Aristotle, Shakespeare, and the Siyum HaShas
Do Greeks in the thousands gather early every morning to study the works of Plato and Aristotle? How many Britons study Shakespeare or John Milton every single day? Last month’s Siyum HaShas before 93,000 daf yomi supporters in MetLife Stadium demonstrated once again that we are a singular people. Several landmarks were reached.
1) It elevated the stature of Torah and Talmud. Millions now realize that Am Yisrael is truly Am HaSefer, and that our devotion to Torah learning is the real secret of our existence.
2) Ninety-three thousand Jews davened Minchah and Maariv together, recited Shema Yisrael together, and danced together in celebration of Talmud — 70 years after the Holocaust. Only a fool could have imagined this in 1945.
3) It affected millions of non-Orthodox Jews, who surely looked on with awe at what they once considered a dying breed of fanatic, benighted Jews who were out of tune with modern life. It made them think twice about who they themselves are and where they are going — and that maybe the Orthodox have a point.
4) It projected Orthodox Judaism as a powerful and dynamic force.
But transcending the impressive number of participants , this represents the culmination of decades of grinding toil and sweat, of relentless building of day schools and yeshivos and Bais Yaakovs and girls’ seminaries. The ground was hard and unreceptive; communities were suspicious, and often opposed day-schools outright as being too Jewish. But the intensive efforts, plus the help of the Almighty, has borne delicious fruit. The otherworldly conviction that Torah was fecund enough to take root even in the hostile soil of a hedonisticUSAhas been vindicated.
But a wise people dare not rest on its laurels. For there are “promises to keep and miles to go before we sleep.” For example:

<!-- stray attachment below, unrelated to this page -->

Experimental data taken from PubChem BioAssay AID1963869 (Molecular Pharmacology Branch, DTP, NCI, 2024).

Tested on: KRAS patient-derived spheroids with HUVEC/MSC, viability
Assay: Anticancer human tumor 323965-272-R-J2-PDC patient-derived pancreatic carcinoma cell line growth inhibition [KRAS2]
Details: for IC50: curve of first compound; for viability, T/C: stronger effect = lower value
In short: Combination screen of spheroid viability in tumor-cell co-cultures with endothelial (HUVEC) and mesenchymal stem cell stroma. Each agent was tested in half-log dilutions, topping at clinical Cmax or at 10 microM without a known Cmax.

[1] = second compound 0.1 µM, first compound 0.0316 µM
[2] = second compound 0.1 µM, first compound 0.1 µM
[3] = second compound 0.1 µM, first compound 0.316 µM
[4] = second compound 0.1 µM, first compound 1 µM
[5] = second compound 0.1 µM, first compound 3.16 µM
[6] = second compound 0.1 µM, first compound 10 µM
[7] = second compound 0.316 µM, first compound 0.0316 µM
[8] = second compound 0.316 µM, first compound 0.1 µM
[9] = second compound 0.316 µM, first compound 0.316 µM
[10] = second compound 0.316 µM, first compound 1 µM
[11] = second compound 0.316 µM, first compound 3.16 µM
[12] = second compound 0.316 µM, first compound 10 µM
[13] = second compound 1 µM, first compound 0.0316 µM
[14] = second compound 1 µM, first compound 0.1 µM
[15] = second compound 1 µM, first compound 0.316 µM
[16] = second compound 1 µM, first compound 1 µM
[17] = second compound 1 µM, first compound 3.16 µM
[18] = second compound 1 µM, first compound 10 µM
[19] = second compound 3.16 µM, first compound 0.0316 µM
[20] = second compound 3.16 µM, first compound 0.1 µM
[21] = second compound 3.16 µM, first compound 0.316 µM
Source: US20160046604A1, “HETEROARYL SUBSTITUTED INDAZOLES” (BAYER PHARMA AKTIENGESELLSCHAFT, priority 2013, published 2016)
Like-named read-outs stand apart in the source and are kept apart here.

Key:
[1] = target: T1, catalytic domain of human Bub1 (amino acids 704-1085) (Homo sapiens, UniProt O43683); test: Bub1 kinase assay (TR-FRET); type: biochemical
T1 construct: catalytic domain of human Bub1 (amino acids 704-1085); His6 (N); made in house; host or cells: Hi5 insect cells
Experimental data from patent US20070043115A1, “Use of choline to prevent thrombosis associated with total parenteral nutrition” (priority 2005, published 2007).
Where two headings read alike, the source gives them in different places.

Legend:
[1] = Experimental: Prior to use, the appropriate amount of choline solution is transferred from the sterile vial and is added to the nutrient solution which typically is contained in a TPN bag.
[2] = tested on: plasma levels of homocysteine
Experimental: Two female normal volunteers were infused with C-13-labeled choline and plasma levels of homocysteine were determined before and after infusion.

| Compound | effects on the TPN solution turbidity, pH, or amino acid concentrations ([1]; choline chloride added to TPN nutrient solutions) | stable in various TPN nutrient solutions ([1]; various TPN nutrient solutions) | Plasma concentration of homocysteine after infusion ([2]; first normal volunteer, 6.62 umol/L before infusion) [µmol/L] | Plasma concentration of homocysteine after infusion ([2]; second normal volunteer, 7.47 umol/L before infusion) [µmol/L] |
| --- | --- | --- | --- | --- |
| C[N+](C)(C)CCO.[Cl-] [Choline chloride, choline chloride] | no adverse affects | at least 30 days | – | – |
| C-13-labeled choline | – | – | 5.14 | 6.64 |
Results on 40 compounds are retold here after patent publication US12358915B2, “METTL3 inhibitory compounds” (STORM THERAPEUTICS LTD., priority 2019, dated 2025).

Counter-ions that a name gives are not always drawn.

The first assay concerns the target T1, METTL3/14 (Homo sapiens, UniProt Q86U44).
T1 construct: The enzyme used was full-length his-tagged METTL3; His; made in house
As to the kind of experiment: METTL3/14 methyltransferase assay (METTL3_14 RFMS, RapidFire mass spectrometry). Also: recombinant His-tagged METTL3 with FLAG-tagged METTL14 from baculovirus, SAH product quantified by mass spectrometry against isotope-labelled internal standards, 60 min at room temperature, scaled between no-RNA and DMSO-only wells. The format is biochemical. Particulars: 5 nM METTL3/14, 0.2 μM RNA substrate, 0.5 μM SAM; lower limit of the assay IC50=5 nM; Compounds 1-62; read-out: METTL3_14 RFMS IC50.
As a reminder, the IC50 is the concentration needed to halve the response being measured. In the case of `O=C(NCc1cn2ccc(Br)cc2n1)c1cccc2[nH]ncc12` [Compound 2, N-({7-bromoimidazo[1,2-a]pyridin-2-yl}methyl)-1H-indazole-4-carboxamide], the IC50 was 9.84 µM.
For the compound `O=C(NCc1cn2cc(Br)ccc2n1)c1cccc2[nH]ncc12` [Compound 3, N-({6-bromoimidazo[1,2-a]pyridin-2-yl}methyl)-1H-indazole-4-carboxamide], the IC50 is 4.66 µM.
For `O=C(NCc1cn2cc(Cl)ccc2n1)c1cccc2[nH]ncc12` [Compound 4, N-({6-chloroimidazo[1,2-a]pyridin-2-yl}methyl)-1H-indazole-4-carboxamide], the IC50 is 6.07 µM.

a) The great Rav Elyashiv ztz”l was niftar just prior to the Siyum. His 102 years of life almost paralleled the daf yomi cycle. He embodied deep Torah learning, studying 18 hours a day in modesty and simplicity. Had his achievements been highlighted more prominently at the Siyum, he could have served as a subtle counterpoint to anyone who might feel that Talmud can be mastered in one hour per day. It is not a derogation of the exemplary discipline and will power involved in seven years of daily Talmud study to note that one hour per day only scratches the surface of the surface. Authentic Talmud learning requires careful preparation, constant review (cf. Chagigah 9b), intensive grappling with new ideas — all not possible in the daf yomi system. Although the system is a superb way to arrive at an appreciation of Torah, Rav Elyashiv’s life underscores that one hour per day is only a beginning.
b) The Siyum speakers spoke of Jewish unity, noting that “all kinds of head coverings were present: shtreimlach, black and colored hats, kippot srugot, black yarmulkes.” But apparently the ideal of Jewish unity extended only to like-minded frum Jews, because some kinds of head-coverings were obviously not on the program. Even the inclusion of former Chief Rabbi Lau, with all of his credentials as a learned and pious leader, became a source of tension in certain circles. Jewish unity, even among the Orthodox, still remains a consummation devoutly to be wished.
c) Most painful of all: Millions of Jews were not present at all — they who wear no head coverings, never heard of Shas or siyum, are unable to read alef-beis much less Talmud, and are falling off the edges. Intermarriage, Jewish illiteracy, and Jewish ignorance are endemic. Their souls thirst for Torah, but we have not slaked that thirst. A powerful Orthodoxy can find creative ways to reach out to our brethren drowning in a sea of nothingness. Behind all the trappings of triumph — all richly deserved — there looms this dark cloud.
c) During the Siyum, the prophet Michah’s hatznea leches — walking humbly with G-d (6:8) — kept drifting across my mind. Amid the cameras and armed security men and general tummel — all unavoidable — I remembered that the essence of Torah scholars is to be quiet and self-effacing (like Rav Elyashiv). “Im lamadta Torah harbeh … If you learned much Torah, do not be proud, because for this were you created” (Avos 2:3). Pride and self-satisfaction at completing the cycle are understandable and deserved, but the second Ten Commandments were given without fanfare, and unlike the first set, they lasted. It does not diminish this magnificent event to dream about the apparently impossible: a magnificent, restrained and muted mass siyum, a gilu bir’ada, a rejoicing in awe (Tehillim 2:ll).
Bottom line: There is no daf yomi, l’havdil , for Aristotle or Shakespeare or even the sacred literature of others. “Mi k’amcha Yisrael … Who is like Israel, Thy singular people?” (Divrei HaYamim I 17:21)
This column is in memory of Moshe Esral z”l, whose discussion with me just before his sudden death on 18 Av was the catalyst for this essay. It first appeared in Mishpacha.